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BATMAN: THE KNIGHT #1 Review

Neil reviews the first issue of DC Comics BATMAN: THE DARK KNIGHT calling it “an insightful and explorative look at the life of young Bruce Wayne.”

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Batman: The Knight #1 (DC Comics)

Published by DC Comics, Batman: The Knight #1 is written by Chip Zdarsky with artwork by Carmine Di Giandomenico, colours are by Ivan Plascencia and letters by Pat Brosseau. Cover artwork is also by Carmine Di Giandomenico.

Batman: The Knight #1 is available now in print and on digital where all good comics are sold. Grab your digital copy from ComiXology right here.

Synopsis

The origin of Batman and his never-ending fight against crime in Gotham City is modern mythology, but what of the story in between? How did an angry, damaged young man grow into the most accomplished detective and crime-fighter the world has ever known? How did the Dark Knight…begin? Superstar writer Chip Zdarsky (Daredevil) and acclaimed artist Carmine Di Giandomenico (The Flash) will take Bruce Wayne on a fraught journey, making allies and enemies, on his training to become Batman in this definitive new series!

Review

“Not another origin story” I hear you cry. Well bare with me a little on this one. With Chip Zdarsky behind the keyboard Batman’s origin has never felt so emotionally grounded or affecting. This isn’t simply a rehash of the death of the Waynes leading in to Bruce’s first mission as The Dark Knight.

What Dzarsky has begun crafting here is a razor sharp emotional portrait of the grief suffered by Bruce in the aftermath of his parents murder. To a degree the book also covers how Alfred reacts to stepping up and becoming a parental figure. Together the who has to navigate this new world. Forging their own paths. Paths that will eventually lead them to the destinies we know they will endure.

Fans of Zdarky’s work will know he isn’t one to shy away from an emotional gut punch. He’s also incredibly self aware. That awareness stretch’s to retreading old, worn steps. As such this issue opens after the Wayne murders. Not even in those early moments in crime alley. Skip ahead a few hours to an opening where Alfred has collected the young Bruce from GCPD headquarters. It’s a stroke of genius to kick off the story on that infamous night, but to explore it from a moment very rarely seen.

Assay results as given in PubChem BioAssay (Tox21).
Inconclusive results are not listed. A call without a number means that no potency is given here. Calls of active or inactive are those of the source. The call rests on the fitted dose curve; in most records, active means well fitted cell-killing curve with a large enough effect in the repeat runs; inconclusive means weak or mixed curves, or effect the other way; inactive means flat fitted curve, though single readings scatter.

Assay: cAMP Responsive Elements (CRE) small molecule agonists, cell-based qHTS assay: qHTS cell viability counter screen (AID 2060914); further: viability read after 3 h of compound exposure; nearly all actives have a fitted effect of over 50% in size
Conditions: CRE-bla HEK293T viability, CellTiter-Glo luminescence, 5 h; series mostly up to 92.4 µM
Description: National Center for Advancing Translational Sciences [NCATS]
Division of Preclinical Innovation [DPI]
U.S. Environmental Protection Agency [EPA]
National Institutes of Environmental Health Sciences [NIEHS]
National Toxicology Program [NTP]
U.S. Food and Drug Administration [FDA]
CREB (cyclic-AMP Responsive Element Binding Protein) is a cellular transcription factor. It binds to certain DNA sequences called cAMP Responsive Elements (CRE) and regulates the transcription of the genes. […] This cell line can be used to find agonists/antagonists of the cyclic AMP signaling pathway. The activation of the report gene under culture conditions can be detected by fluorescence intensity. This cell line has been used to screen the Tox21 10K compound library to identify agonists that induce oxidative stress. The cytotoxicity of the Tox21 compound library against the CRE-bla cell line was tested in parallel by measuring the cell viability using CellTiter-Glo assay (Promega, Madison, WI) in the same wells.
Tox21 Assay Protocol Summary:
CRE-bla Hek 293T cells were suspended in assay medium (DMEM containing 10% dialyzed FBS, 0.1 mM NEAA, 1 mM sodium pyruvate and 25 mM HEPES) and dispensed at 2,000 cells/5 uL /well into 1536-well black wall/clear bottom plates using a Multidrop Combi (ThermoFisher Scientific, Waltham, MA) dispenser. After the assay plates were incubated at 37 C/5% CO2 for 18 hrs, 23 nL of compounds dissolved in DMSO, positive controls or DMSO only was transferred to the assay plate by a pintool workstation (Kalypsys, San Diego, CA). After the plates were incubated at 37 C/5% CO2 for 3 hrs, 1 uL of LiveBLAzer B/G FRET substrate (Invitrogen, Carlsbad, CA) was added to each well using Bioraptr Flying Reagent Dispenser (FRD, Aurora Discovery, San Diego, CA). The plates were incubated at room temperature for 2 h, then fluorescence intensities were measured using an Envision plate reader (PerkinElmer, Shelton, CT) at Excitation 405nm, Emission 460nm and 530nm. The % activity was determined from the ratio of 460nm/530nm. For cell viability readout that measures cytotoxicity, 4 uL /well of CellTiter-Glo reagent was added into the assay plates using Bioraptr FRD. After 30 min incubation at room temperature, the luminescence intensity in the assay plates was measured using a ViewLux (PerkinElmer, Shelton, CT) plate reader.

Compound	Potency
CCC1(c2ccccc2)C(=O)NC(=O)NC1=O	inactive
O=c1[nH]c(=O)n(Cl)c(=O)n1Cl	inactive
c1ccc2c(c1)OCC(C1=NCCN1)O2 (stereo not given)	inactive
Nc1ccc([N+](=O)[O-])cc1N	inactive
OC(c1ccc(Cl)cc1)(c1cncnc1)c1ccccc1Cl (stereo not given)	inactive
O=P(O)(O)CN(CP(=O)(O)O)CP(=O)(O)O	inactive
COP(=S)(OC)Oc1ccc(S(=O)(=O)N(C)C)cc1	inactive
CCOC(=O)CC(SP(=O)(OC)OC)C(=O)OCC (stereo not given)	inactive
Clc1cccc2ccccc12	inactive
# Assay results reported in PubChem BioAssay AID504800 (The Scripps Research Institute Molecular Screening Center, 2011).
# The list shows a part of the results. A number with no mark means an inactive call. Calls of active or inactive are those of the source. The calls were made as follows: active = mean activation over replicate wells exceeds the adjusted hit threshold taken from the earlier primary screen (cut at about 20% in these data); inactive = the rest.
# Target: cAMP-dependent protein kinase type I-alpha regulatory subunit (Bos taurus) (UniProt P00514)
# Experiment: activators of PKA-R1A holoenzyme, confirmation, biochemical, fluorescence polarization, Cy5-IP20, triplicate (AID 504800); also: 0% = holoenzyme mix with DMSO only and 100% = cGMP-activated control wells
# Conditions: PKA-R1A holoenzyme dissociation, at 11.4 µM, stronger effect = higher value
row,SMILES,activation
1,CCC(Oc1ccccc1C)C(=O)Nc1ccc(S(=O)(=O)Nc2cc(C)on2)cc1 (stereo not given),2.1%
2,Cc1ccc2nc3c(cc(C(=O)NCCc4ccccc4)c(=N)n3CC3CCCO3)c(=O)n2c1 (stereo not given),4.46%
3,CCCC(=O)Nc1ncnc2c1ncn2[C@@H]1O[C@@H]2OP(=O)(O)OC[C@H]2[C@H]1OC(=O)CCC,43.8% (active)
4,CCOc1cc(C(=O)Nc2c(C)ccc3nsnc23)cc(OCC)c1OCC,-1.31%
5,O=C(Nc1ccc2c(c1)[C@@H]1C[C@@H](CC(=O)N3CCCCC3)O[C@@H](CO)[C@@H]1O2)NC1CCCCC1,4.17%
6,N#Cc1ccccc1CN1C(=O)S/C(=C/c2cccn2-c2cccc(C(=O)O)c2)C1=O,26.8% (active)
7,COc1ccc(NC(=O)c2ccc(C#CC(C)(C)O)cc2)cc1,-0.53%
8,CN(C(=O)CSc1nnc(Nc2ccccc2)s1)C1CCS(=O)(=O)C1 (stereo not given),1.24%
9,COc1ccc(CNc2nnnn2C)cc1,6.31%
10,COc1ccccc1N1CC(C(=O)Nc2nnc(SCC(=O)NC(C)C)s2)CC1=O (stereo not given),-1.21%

From here Zdarsky pulls back the curtain to reveal the story will play out across two timelines. The past, as young Bruce explores those early days after the murder. Then, in what passes for the present in Batman: The Knight, Bruce recounts events to his psychiatrist. A familiar man known to you and I as Dr. Hugo Strange.

As expected, the young Bruce has a lot of anger and it creeps out in unhealthy and aggressive ways. Even in this first glimpse in to the world that Zdarsky has created its clear Bruce is well on his way to becoming Batman. In his first tentative steps towards parenthood, Alfred tries to keep Bruce on the right path. But the young Wayne uses his newfound knowledge to his advantage. No spoilers but seeds of the World’s Greatest Detective are well planted before the final page turns.

Carmine Di Giandomenico‘s artwork arrives with the same gravitas as Zdarsky’s story. Given the heavy subject matter there are plenty of expressive faces and fraught body language. Zdarsky’s Gotham is also suitable dreary and rainy when the moment calls for it. Di Giandomenico also makes brilliant use of the negative space in panels where the focus is solely on the character. The eye is always drawn to the fine detail and there’s plenty to explore in multiple reads.

Verdict

The first issue of Batman: The Knight is an insightful and explorative look at the life of young Bruce Wayne.

⭐️⭐️⭐️⭐️


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